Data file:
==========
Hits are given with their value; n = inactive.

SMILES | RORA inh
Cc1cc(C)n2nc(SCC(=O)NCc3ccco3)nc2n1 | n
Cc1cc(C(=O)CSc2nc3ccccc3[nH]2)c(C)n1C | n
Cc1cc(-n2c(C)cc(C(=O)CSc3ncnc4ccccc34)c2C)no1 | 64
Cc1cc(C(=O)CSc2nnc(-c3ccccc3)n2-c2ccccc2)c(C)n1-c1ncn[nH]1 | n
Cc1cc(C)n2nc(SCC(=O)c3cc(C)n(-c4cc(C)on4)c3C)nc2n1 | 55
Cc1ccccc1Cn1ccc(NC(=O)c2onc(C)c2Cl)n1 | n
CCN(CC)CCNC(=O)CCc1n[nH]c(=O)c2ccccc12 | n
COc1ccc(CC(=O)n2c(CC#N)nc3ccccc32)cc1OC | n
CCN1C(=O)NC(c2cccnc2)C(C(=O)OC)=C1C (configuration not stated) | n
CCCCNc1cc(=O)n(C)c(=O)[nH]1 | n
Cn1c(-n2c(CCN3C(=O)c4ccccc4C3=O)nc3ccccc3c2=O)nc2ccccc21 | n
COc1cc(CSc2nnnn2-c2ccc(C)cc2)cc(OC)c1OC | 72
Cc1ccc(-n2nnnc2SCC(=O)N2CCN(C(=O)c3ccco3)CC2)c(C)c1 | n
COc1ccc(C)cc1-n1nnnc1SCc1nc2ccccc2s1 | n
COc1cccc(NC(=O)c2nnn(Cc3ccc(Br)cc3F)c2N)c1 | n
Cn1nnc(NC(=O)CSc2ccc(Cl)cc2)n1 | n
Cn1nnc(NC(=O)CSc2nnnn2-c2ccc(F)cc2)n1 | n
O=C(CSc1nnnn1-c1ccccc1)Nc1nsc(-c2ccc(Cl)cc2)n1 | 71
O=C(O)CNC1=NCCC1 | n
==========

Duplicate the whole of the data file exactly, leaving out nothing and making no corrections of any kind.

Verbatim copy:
Hits are given with their value; n = inactive.

SMILES | RORA inh
Cc1cc(C)n2nc(SCC(=O)NCc3ccco3)nc2n1 | n
Cc1cc(C(=O)CSc2nc3ccccc3[nH]2)c(C)n1C | n
Cc1cc(-n2c(C)cc(C(=O)CSc3ncnc4ccccc34)c2C)no1 | 64
Cc1cc(C(=O)CSc2nnc(-c3ccccc3)n2-c2ccccc2)c(C)n1-c1ncn[nH]1 | n
Cc1cc(C)n2nc(SCC(=O)c3cc(C)n(-c4cc(C)on4)c3C)nc2n1 | 55
Cc1ccccc1Cn1ccc(NC(=O)c2onc(C)c2Cl)n1 | n
CCN(CC)CCNC(=O)CCc1n[nH]c(=O)c2ccccc12 | n
COc1ccc(CC(=O)n2c(CC#N)nc3ccccc32)cc1OC | n
CCN1C(=O)NC(c2cccnc2)C(C(=O)OC)=C1C (configuration not stated) | n
CCCCNc1cc(=O)n(C)c(=O)[nH]1 | n
Cn1c(-n2c(CCN3C(=O)c4ccccc4C3=O)nc3ccccc3c2=O)nc2ccccc21 | n
COc1cc(CSc2nnnn2-c2ccc(C)cc2)cc(OC)c1OC | 72
Cc1ccc(-n2nnnc2SCC(=O)N2CCN(C(=O)c3ccco3)CC2)c(C)c1 | n
COc1ccc(C)cc1-n1nnnc1SCc1nc2ccccc2s1 | n
COc1cccc(NC(=O)c2nnn(Cc3ccc(Br)cc3F)c2N)c1 | n
Cn1nnc(NC(=O)CSc2ccc(Cl)cc2)n1 | n
Cn1nnc(NC(=O)CSc2nnnn2-c2ccc(F)cc2)n1 | n
O=C(CSc1nnnn1-c1ccccc1)Nc1nsc(-c2ccc(Cl)cc2)n1 | 71
O=C(O)CNC1=NCCC1 | n